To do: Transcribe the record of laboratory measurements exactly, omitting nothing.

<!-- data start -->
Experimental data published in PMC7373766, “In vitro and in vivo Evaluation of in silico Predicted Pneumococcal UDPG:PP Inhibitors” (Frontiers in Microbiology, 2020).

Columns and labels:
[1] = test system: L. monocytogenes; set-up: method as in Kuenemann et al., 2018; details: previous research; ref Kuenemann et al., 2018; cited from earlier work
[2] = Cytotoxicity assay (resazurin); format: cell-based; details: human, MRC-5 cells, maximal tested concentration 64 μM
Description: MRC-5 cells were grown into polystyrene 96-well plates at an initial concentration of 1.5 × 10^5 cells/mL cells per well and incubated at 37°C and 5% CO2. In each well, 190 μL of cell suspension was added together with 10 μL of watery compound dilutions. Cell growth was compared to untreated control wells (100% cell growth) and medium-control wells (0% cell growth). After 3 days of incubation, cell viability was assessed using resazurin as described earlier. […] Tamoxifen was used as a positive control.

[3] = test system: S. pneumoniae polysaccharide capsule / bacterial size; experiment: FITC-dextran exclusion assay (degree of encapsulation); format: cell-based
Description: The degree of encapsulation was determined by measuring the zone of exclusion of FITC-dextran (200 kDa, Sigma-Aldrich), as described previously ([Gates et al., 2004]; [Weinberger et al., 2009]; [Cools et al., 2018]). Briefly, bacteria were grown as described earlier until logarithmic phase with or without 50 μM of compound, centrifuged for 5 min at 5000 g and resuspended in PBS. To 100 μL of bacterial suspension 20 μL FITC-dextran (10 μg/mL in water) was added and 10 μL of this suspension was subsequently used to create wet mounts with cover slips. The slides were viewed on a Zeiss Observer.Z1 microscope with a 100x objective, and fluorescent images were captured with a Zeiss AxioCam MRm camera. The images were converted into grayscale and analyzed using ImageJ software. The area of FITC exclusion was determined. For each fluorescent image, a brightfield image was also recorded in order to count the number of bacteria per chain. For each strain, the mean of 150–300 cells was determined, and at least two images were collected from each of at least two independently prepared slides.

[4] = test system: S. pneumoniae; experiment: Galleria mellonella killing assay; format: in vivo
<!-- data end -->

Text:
Experimental data published in PMC7373766, “In vitro and in vivo Evaluation of in silico Predicted Pneumococcal UDPG:PP Inhibitors” (Frontiers in Microbiology, 2020).

Columns and labels:
[1] = test system: L. monocytogenes; set-up: method as in Kuenemann et al., 2018; details: previous research; ref Kuenemann et al., 2018; cited from earlier work
[2] = Cytotoxicity assay (resazurin); format: cell-based; details: human, MRC-5 cells, maximal tested concentration 64 μM
Description: MRC-5 cells were grown into polystyrene 96-well plates at an initial concentration of 1.5 × 10^5 cells/mL cells per well and incubated at 37°C and 5% CO2. In each well, 190 μL of cell suspension was added together with 10 μL of watery compound dilutions. Cell growth was compared to untreated control wells (100% cell growth) and medium-control wells (0% cell growth). After 3 days of incubation, cell viability was assessed using resazurin as described earlier. […] Tamoxifen was used as a positive control.

[3] = test system: S. pneumoniae polysaccharide capsule / bacterial size; experiment: FITC-dextran exclusion assay (degree of encapsulation); format: cell-based
Description: The degree of encapsulation was determined by measuring the zone of exclusion of FITC-dextran (200 kDa, Sigma-Aldrich), as described previously ([Gates et al., 2004]; [Weinberger et al., 2009]; [Cools et al., 2018]). Briefly, bacteria were grown as described earlier until logarithmic phase with or without 50 μM of compound, centrifuged for 5 min at 5000 g and resuspended in PBS. To 100 μL of bacterial suspension 20 μL FITC-dextran (10 μg/mL in water) was added and 10 μL of this suspension was subsequently used to create wet mounts with cover slips. The slides were viewed on a Zeiss Observer.Z1 microscope with a 100x objective, and fluorescent images were captured with a Zeiss AxioCam MRm camera. The images were converted into grayscale and analyzed using ImageJ software. The area of FITC exclusion was determined. For each fluorescent image, a brightfield image was also recorded in order to count the number of bacteria per chain. For each strain, the mean of 150–300 cells was determined, and at least two images were collected from each of at least two independently prepared slides.

[4] = test system: S. pneumoniae; experiment: Galleria mellonella killing assay; format: in vivo